Is Your Spinach Smoothie Making You Sick?
Need-to-know information about "oxalate overload"
By Sally K. Norton, MPH
Author of Toxic Superfoods
Appreciating the pitfalls of plant toxins is a new paradigm in nutrition. It is possible—easy even—to over-consume plant foods and become sick because of the natural toxins they contain.
But we in the profession did not learn this in school. Despite my nutrition degree from Cornell University, a master’s degree in public health, and managing a large integrative medicine education project at the University of North Carolina Medical School at Chapel Hill, I did not know that a variety of plant foods could cause a diverse variety of health problems.
If you’re a conscientious eater with a diet featuring “wholesome” foods like spinach smoothies, chard, almonds, beans, sweet potatoes, turmeric, and quinoa, you need to hear my story.
Despite decades of enthusiastic devotion to healthy eating, exercise, meditation, and “clean” living, I was not the picture of vitality and sturdiness. I had gut problems, joint pain, inflammation, a lumpy thyroid, and other symptoms that were stumping my doctors. I was beyond exhausted—unable to read with comprehension, unable to work. A high-tech sleep study showed that I was waking up 29 times every hour. Medications did nothing to improve the situation. I was stuck, and no one could help.
One of my occasional symptoms, genital pain, inspired a google search that brought up an unfamiliar and seemingly non-scientific notion that oxalates in foods can cause pain and problems with connective tissues. Oxalates, a natural chemical, are known to cause kidney stones and urinary tract problems. Initially, that didn’t seem a fit for me; I’d never had a kidney stone or bladder symptoms.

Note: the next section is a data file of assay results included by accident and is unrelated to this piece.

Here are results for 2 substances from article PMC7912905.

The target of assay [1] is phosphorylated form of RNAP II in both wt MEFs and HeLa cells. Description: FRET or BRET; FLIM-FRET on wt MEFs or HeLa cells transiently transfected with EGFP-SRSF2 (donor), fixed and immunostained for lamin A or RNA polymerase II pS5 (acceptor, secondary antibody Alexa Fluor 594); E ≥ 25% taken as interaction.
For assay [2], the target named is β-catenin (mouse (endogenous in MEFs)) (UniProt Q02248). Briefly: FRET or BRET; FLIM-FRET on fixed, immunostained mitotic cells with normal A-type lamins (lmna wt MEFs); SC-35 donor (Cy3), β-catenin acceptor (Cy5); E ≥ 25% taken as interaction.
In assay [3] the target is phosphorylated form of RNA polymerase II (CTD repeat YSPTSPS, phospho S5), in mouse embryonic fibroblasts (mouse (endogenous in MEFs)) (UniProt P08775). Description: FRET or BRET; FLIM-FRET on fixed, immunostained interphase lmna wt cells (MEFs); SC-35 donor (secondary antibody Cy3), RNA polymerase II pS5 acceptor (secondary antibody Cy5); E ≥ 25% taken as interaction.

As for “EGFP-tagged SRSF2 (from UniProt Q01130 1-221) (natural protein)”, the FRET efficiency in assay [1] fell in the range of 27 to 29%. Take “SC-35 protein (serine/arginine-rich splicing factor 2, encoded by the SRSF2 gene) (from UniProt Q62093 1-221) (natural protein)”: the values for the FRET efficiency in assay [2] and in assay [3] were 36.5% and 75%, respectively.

What are oxalates and why are they bad?
Oxalates are a family of compounds that come from a tiny natural ionic acid and a reactive chelator called oxalic acid—a bleach and rust-removing cleaning chemical in use for over 250 years. Oxalic acid readily hooks up with minerals, such as potassium, calcium, magnesium, and iron. These oxalate salts easily form crystals. Oxalates are ubiquitous in nature—plants and soil fungi create oxalic acid.
Oxalates ingested from plant foods grab and hold nutritionally valuable minerals in the digestive tract, making it difficult for the body to absorb minerals. Some ingested oxalic acid passes into the bloodstream, where it can also bind minerals. The two-pronged mineral depletion can cause serious problems for long-term health.
In the body, oxalates have a range of additional toxic actions, which directly harm cells, block enzymes, and create oxidative stress. They stick to the fats and proteins that make up cell membranes, especially if cells are inflamed, old, wounded, or dying. Over time, the constant use of foods with oxalate—potatoes, peanuts, almonds, chocolate, beans, and spinach—so ubiquitous in our modern diets—leads to accumulation and toxicity.
Even relatively moderate levels of oxalate in a habitual diet can fuel the customary aches and pains of life: digestive distress, inflamed joints, repeated infections, chronic skin issues, brain fog or mood problems, as well as health declines associated with “normal” aging. I’m not special in this ability to be sickened by oxalates. My mistake was in following all the “best” advice about eating right.